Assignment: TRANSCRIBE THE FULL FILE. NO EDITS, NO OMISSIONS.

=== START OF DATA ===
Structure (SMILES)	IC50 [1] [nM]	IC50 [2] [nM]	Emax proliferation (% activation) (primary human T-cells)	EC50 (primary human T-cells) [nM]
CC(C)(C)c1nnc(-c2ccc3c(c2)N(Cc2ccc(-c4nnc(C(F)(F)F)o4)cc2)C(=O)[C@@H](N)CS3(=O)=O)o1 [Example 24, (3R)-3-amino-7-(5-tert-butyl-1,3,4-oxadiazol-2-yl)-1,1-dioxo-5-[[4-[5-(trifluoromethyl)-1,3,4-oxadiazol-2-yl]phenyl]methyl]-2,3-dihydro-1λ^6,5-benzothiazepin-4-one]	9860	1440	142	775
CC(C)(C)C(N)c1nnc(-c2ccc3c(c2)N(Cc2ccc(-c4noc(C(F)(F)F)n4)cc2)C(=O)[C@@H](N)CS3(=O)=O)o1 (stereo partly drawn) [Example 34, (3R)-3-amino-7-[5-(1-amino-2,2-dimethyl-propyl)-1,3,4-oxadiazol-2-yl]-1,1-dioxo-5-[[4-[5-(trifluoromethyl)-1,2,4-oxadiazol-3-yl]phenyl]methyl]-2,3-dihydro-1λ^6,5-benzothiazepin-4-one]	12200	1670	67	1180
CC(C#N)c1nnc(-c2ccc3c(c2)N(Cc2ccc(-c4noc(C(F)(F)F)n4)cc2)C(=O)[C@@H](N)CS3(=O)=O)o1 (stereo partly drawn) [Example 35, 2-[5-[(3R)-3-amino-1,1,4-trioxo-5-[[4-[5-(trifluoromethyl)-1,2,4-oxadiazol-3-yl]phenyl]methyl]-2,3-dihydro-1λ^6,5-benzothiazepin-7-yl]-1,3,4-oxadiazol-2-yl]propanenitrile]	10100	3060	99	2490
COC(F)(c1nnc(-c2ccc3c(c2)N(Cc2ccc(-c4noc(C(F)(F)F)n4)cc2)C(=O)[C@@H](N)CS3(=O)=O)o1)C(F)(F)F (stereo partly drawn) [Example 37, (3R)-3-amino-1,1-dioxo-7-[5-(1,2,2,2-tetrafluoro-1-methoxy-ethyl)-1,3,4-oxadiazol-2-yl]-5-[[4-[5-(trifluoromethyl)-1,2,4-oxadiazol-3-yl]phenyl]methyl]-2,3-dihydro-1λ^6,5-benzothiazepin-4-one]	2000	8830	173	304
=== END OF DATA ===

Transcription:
Structure (SMILES)	IC50 [1] [nM]	IC50 [2] [nM]	Emax proliferation (% activation) (primary human T-cells)	EC50 (primary human T-cells) [nM]
CC(C)(C)c1nnc(-c2ccc3c(c2)N(Cc2ccc(-c4nnc(C(F)(F)F)o4)cc2)C(=O)[C@@H](N)CS3(=O)=O)o1 [Example 24, (3R)-3-amino-7-(5-tert-butyl-1,3,4-oxadiazol-2-yl)-1,1-dioxo-5-[[4-[5-(trifluoromethyl)-1,3,4-oxadiazol-2-yl]phenyl]methyl]-2,3-dihydro-1λ^6,5-benzothiazepin-4-one]	9860	1440	142	775
CC(C)(C)C(N)c1nnc(-c2ccc3c(c2)N(Cc2ccc(-c4noc(C(F)(F)F)n4)cc2)C(=O)[C@@H](N)CS3(=O)=O)o1 (stereo partly drawn) [Example 34, (3R)-3-amino-7-[5-(1-amino-2,2-dimethyl-propyl)-1,3,4-oxadiazol-2-yl]-1,1-dioxo-5-[[4-[5-(trifluoromethyl)-1,2,4-oxadiazol-3-yl]phenyl]methyl]-2,3-dihydro-1λ^6,5-benzothiazepin-4-one]	12200	1670	67	1180
CC(C#N)c1nnc(-c2ccc3c(c2)N(Cc2ccc(-c4noc(C(F)(F)F)n4)cc2)C(=O)[C@@H](N)CS3(=O)=O)o1 (stereo partly drawn) [Example 35, 2-[5-[(3R)-3-amino-1,1,4-trioxo-5-[[4-[5-(trifluoromethyl)-1,2,4-oxadiazol-3-yl]phenyl]methyl]-2,3-dihydro-1λ^6,5-benzothiazepin-7-yl]-1,3,4-oxadiazol-2-yl]propanenitrile]	10100	3060	99	2490
COC(F)(c1nnc(-c2ccc3c(c2)N(Cc2ccc(-c4noc(C(F)(F)F)n4)cc2)C(=O)[C@@H](N)CS3(=O)=O)o1)C(F)(F)F (stereo partly drawn) [Example 37, (3R)-3-amino-1,1-dioxo-7-[5-(1,2,2,2-tetrafluoro-1-methoxy-ethyl)-1,3,4-oxadiazol-2-yl]-5-[[4-[5-(trifluoromethyl)-1,2,4-oxadiazol-3-yl]phenyl]methyl]-2,3-dihydro-1λ^6,5-benzothiazepin-4-one]	2000	8830	173	304